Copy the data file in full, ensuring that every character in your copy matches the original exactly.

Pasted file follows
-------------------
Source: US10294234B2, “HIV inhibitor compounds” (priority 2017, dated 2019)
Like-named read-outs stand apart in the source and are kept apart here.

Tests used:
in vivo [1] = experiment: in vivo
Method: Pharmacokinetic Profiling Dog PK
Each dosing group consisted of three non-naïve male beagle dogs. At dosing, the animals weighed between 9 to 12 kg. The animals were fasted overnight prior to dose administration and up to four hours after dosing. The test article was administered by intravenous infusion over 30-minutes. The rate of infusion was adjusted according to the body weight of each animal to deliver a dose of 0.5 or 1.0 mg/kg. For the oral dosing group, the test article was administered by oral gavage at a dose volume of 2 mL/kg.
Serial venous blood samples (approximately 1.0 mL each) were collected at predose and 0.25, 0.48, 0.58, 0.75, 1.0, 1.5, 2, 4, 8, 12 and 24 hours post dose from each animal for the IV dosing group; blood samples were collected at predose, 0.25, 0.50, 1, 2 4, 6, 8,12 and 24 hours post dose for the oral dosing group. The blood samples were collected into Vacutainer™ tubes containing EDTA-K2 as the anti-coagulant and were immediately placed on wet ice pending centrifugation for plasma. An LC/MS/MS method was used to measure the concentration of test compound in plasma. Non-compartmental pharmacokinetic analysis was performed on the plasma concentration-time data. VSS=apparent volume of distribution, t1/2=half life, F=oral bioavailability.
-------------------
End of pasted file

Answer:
Source: US10294234B2, “HIV inhibitor compounds” (priority 2017, dated 2019)
Like-named read-outs stand apart in the source and are kept apart here.

Tests used:
in vivo [1] = experiment: in vivo
Method: Pharmacokinetic Profiling Dog PK
Each dosing group consisted of three non-naïve male beagle dogs. At dosing, the animals weighed between 9 to 12 kg. The animals were fasted overnight prior to dose administration and up to four hours after dosing. The test article was administered by intravenous infusion over 30-minutes. The rate of infusion was adjusted according to the body weight of each animal to deliver a dose of 0.5 or 1.0 mg/kg. For the oral dosing group, the test article was administered by oral gavage at a dose volume of 2 mL/kg.
Serial venous blood samples (approximately 1.0 mL each) were collected at predose and 0.25, 0.48, 0.58, 0.75, 1.0, 1.5, 2, 4, 8, 12 and 24 hours post dose from each animal for the IV dosing group; blood samples were collected at predose, 0.25, 0.50, 1, 2 4, 6, 8,12 and 24 hours post dose for the oral dosing group. The blood samples were collected into Vacutainer™ tubes containing EDTA-K2 as the anti-coagulant and were immediately placed on wet ice pending centrifugation for plasma. An LC/MS/MS method was used to measure the concentration of test compound in plasma. Non-compartmental pharmacokinetic analysis was performed on the plasma concentration-time data. VSS=apparent volume of distribution, t1/2=half life, F=oral bioavailability.